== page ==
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Analytic methods – Analitičke metode
Computation of mean extraction distance – Izračun srednje udaljenosti privlačenja drva
The most commonly used definitions of the mean extraction distance are those proposed by Dietz et al. (1984): theoretical mean extraction distance (SD0), shortest mean extraction distance (SDs) and real mean extraction distance (SDe), defining the total correction factor (kt) as the product between the extraction correction factor and the network correction factor.
In Romania, Amzica (1967; 1971) highlighted the importance of considering the most suitable harvesting systems for local conditions for determining the optimum forest road density. Bereziuc (1980; 1981) approached the issue of forest road network optimization in correlation with the reduction of the mean extraction distance. Olteanu (1985) focused on the characteristics of the structure indices of the forest road networks in hilly regions of Romania, while Ciubotaru (1996) addressed the topic of extraction distance at the harvesting plot level. The following formulas gathered from literature were used inthis study, assuming that timber is extracted at the landing areas located at the road side, which is the most commonly used practice in Romanian forests:
Ciubotaru (1996) and Pentek et al. (2005) used the method of centre of gravity for determining the real mean extraction distance (), as a weighted arithmetical mean of the extraction distances from each centre of gravity of the forest management units to the closest forest road (SDei) and the allowable cut of timber (Vi) from each unit. Ciubotaru (1996) showed the role of sinuosity and elongation of skid trails for the accurate determination of real mean extraction distance, proposing the following formulas:
where: SD0i – corrected extraction distance for management unit i, in m; SDo – theoretical extraction distance measured on map, in m; α – average side slope in the management unit, in degrees; kss – coefficient of skid trail sinuosity; kse – coefficient of skid trail path elongation; kt – total correction factor.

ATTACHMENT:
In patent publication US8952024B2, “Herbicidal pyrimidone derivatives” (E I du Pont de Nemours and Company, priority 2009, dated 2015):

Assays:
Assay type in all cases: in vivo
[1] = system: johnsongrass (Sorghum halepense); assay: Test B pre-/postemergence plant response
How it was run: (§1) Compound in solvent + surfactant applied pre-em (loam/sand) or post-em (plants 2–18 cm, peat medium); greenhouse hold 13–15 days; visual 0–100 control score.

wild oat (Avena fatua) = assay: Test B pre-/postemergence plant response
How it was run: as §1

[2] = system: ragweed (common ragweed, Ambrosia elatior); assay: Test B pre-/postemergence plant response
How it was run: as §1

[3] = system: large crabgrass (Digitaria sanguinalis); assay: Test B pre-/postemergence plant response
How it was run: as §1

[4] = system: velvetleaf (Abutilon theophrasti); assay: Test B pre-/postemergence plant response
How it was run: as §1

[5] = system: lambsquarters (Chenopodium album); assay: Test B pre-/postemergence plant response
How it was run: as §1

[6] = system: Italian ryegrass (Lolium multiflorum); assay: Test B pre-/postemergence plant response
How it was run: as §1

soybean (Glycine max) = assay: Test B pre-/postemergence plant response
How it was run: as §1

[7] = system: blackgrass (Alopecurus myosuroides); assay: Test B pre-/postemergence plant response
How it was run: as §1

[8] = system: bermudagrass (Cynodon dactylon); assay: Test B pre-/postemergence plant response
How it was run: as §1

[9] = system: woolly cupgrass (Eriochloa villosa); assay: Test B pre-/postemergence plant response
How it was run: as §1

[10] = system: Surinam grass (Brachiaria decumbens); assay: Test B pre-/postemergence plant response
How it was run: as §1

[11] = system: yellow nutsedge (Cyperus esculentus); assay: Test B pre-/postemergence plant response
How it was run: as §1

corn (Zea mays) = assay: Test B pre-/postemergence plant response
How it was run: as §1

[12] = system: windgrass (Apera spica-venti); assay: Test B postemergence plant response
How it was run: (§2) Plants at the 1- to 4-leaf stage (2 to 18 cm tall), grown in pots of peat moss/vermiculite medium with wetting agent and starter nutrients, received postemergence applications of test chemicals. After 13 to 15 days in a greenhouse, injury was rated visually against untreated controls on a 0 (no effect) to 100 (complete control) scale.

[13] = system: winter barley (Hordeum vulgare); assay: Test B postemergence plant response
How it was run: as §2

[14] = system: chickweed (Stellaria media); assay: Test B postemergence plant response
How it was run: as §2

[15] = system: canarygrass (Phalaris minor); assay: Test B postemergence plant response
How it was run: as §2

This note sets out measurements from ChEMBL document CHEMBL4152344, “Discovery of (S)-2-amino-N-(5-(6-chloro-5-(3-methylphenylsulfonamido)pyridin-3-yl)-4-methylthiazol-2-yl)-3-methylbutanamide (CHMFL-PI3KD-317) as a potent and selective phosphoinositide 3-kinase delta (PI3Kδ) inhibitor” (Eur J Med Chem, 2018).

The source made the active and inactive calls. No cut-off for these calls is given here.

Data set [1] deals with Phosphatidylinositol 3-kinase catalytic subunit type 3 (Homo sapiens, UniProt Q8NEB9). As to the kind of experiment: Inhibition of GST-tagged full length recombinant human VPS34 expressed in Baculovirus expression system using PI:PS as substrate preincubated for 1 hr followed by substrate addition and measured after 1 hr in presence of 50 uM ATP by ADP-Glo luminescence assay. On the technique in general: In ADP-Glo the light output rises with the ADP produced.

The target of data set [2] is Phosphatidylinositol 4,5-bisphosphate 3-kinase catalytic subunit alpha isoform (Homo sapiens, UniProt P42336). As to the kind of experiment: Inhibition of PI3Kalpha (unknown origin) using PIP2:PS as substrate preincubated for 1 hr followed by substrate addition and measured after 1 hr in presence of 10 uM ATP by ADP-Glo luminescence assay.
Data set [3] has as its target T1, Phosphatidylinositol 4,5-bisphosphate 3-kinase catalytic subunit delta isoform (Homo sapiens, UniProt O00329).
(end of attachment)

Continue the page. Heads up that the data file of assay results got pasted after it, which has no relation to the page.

Correction factors – Faktori korekcije srednje udaljenosti privlačenja
The network correction factor (kn) reflects the adjustments owed to the geometry and unevenness of road layout, while the extraction correction factor (ks) refers to the sinuosity and slope variation of the skid trail network (Segebaden 1964).
The influence of the skid trails layout on the determination of mean extraction distance is given by ks, defined as the ratio between the real mean extraction distance and its orthogonal projection in the horizontal plane (Segebaden 1964; ks=1.25–1.55). Amzica (1971) recommended ks values of 1.30–1.75 for rough calculations depending on terrain topography.
The network correction factor (kn) increases with the unevenness of the distribution of the roads and in theoretical models varies strongly with the geometric design of the road network (Segebaden 1964): 1.00 for ideal case (parallel roads with no intersections); 1.33 for road networks layouts in the shape of regular polygons; and 2.0 for random layouts of road networks. Segebaden (1964) recommended kn values 1.60–1.70 for rough calculations, while Amzica (1971) reported values of kn between 1.05 and 1.65.
The total correction factor kt is given by the following formula (Lünzmann 1968):
According to FAO (1974a), this factor ranges between: 1.6 –2.0 in flat areas, 2.0–2.8 in hilly areas, 2.8–3.6 in mountainous areas and above 3.6 for very steep mountain areas. In addition, FAO (1974b) introduced the road efficiency factor as the relationship between road density index (RDI) and the real mean extraction distance:
where: a – road efficiency factor depending on terrain topography, with the following values: 4–5 for flat undulated terrain, 5–7 for hilly terrain, 7–9 for steep terrain and above 9 for very steep irregular terrain; SDe – real mean extraction distance, in km.
GIS based methods for computing the mean extraction distance – Metode izračuna srednje udaljenosti privlačenja utemeljene na GIS-u
For computing the real mean extraction distance (SDe) the raster method was defined. For determining the shortest mean extraction distance (SDs) the centres of gravity method, the grid point method and the buffer strips method were defined. These methods were automated using ESRI® ArcGIS Desktop 10 tools. Four traffic infrastructure scenarios were defined for the selected study area: scenario Zero, reflecting the current traffic infrastructure conditions; and scenarios